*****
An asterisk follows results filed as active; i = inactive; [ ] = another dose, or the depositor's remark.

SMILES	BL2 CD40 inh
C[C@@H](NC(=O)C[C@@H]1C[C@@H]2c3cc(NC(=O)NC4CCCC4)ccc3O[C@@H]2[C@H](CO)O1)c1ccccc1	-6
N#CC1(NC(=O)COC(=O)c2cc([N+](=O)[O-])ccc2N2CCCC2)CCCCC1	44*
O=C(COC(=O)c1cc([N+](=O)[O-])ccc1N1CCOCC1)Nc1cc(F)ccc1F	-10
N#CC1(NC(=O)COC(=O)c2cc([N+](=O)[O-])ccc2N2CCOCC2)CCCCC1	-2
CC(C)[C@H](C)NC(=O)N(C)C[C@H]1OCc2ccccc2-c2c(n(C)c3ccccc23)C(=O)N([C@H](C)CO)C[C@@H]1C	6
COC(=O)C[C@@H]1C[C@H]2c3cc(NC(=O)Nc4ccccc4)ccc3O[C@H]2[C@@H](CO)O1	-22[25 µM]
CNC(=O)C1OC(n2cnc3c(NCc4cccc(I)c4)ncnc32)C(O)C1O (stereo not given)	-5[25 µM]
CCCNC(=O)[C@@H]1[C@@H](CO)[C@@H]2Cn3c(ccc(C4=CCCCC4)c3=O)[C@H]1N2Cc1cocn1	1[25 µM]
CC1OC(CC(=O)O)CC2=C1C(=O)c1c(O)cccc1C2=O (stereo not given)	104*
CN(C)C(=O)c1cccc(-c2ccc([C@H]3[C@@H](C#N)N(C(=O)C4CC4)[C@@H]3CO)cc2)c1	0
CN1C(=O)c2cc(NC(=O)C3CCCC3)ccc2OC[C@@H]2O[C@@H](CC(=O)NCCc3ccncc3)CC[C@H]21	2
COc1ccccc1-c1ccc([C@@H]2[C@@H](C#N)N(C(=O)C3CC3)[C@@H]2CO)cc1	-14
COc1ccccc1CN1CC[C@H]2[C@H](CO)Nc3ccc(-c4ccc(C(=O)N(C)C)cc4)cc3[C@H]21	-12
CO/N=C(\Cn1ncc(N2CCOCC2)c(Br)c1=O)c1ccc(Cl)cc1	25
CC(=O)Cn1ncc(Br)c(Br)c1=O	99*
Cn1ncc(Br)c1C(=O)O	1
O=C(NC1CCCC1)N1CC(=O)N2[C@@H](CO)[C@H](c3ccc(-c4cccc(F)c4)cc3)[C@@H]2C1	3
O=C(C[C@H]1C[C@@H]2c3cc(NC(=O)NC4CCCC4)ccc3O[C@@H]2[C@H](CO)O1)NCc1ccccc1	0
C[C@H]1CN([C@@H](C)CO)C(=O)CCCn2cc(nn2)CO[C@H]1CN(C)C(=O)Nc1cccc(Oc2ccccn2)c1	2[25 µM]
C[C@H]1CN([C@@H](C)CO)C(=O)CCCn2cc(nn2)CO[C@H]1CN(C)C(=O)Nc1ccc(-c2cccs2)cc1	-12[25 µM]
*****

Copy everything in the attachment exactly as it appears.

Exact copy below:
An asterisk follows results filed as active; i = inactive; [ ] = another dose, or the depositor's remark.

SMILES	BL2 CD40 inh
C[C@@H](NC(=O)C[C@@H]1C[C@@H]2c3cc(NC(=O)NC4CCCC4)ccc3O[C@@H]2[C@H](CO)O1)c1ccccc1	-6
N#CC1(NC(=O)COC(=O)c2cc([N+](=O)[O-])ccc2N2CCCC2)CCCCC1	44*
O=C(COC(=O)c1cc([N+](=O)[O-])ccc1N1CCOCC1)Nc1cc(F)ccc1F	-10
N#CC1(NC(=O)COC(=O)c2cc([N+](=O)[O-])ccc2N2CCOCC2)CCCCC1	-2
CC(C)[C@H](C)NC(=O)N(C)C[C@H]1OCc2ccccc2-c2c(n(C)c3ccccc23)C(=O)N([C@H](C)CO)C[C@@H]1C	6
COC(=O)C[C@@H]1C[C@H]2c3cc(NC(=O)Nc4ccccc4)ccc3O[C@H]2[C@@H](CO)O1	-22[25 µM]
CNC(=O)C1OC(n2cnc3c(NCc4cccc(I)c4)ncnc32)C(O)C1O (stereo not given)	-5[25 µM]
CCCNC(=O)[C@@H]1[C@@H](CO)[C@@H]2Cn3c(ccc(C4=CCCCC4)c3=O)[C@H]1N2Cc1cocn1	1[25 µM]
CC1OC(CC(=O)O)CC2=C1C(=O)c1c(O)cccc1C2=O (stereo not given)	104*
CN(C)C(=O)c1cccc(-c2ccc([C@H]3[C@@H](C#N)N(C(=O)C4CC4)[C@@H]3CO)cc2)c1	0
CN1C(=O)c2cc(NC(=O)C3CCCC3)ccc2OC[C@@H]2O[C@@H](CC(=O)NCCc3ccncc3)CC[C@H]21	2
COc1ccccc1-c1ccc([C@@H]2[C@@H](C#N)N(C(=O)C3CC3)[C@@H]2CO)cc1	-14
COc1ccccc1CN1CC[C@H]2[C@H](CO)Nc3ccc(-c4ccc(C(=O)N(C)C)cc4)cc3[C@H]21	-12
CO/N=C(\Cn1ncc(N2CCOCC2)c(Br)c1=O)c1ccc(Cl)cc1	25
CC(=O)Cn1ncc(Br)c(Br)c1=O	99*
Cn1ncc(Br)c1C(=O)O	1
O=C(NC1CCCC1)N1CC(=O)N2[C@@H](CO)[C@H](c3ccc(-c4cccc(F)c4)cc3)[C@@H]2C1	3
O=C(C[C@H]1C[C@@H]2c3cc(NC(=O)NC4CCCC4)ccc3O[C@@H]2[C@H](CO)O1)NCc1ccccc1	0
C[C@H]1CN([C@@H](C)CO)C(=O)CCCn2cc(nn2)CO[C@H]1CN(C)C(=O)Nc1cccc(Oc2ccccn2)c1	2[25 µM]
C[C@H]1CN([C@@H](C)CO)C(=O)CCCn2cc(nn2)CO[C@H]1CN(C)C(=O)Nc1ccc(-c2cccs2)cc1	-12[25 µM]